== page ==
After the planting’s done, the rows of pansies and marigolds covered and watered,

the roses tethered,

I go on digging, obsessively delving into dirt with my little blade, forming a wound

which I gradually widen,

scraping soil and shale from the hole, piling it up on the lip, tossing out bits of quartz

and schist.

Burrowing—furious as a badger—I uncover a netherworld of crawling, sliding things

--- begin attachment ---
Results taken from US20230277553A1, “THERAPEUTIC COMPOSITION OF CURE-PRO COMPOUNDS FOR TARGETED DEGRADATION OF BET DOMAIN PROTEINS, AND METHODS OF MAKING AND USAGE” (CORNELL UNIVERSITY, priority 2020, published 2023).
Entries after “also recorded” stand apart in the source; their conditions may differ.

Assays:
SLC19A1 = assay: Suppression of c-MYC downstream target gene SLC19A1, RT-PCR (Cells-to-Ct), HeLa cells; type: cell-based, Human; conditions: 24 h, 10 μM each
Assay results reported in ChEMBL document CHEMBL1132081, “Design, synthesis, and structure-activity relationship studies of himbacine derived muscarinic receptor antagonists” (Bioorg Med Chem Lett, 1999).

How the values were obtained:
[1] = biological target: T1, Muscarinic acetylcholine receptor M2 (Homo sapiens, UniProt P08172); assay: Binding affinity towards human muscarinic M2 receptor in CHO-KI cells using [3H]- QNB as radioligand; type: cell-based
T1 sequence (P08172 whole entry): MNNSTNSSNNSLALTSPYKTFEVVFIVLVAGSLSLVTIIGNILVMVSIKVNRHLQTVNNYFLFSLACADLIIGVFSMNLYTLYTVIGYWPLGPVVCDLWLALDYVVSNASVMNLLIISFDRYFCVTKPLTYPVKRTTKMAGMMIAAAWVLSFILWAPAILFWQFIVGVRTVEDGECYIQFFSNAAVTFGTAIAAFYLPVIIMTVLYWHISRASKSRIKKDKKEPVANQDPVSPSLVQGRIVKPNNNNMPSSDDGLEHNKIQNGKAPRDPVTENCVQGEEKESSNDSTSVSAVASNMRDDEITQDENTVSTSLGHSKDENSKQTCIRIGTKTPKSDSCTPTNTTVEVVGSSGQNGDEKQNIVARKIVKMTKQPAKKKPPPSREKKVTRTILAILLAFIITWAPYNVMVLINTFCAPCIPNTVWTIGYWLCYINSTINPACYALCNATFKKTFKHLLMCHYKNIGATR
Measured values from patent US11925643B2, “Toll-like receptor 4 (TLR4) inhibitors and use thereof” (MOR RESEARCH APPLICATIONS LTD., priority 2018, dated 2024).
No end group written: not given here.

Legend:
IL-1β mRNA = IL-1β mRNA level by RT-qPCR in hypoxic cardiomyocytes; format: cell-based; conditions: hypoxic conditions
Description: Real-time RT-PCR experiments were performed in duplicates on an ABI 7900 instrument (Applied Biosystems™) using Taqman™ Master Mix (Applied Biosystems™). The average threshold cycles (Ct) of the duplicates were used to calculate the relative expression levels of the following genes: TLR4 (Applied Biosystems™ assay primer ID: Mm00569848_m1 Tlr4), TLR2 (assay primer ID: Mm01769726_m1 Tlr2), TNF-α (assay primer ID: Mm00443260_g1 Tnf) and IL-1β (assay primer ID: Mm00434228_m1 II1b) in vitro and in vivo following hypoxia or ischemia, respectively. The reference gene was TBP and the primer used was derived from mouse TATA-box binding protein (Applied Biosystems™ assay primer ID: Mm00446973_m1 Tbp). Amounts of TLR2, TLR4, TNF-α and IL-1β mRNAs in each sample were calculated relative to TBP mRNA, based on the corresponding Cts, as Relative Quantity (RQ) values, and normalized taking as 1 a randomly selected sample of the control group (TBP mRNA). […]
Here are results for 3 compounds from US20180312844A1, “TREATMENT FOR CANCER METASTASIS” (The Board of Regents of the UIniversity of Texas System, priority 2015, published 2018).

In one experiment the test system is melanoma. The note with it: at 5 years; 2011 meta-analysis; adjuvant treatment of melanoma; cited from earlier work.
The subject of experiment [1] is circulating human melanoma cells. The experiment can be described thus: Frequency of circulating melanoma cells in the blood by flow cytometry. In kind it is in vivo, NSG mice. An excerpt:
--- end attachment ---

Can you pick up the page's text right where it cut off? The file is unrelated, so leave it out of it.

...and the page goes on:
that gleam and scatter from the light:

black, iridescent beetles, weevils and panicked ants, clumps of grubs writhing in golden 


a pair of coiled snails, a nest of sexless worms (their skin so thin you can see through  


and further down, the husk of a locust, one gossamer wing miraculously intact, latched

to the thorax.

This is the world of undertakers: calm, black-suited men, who, as the priest invokes

the clouds,

stand at graveside looking down, where it begins.

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—Jen Bryant
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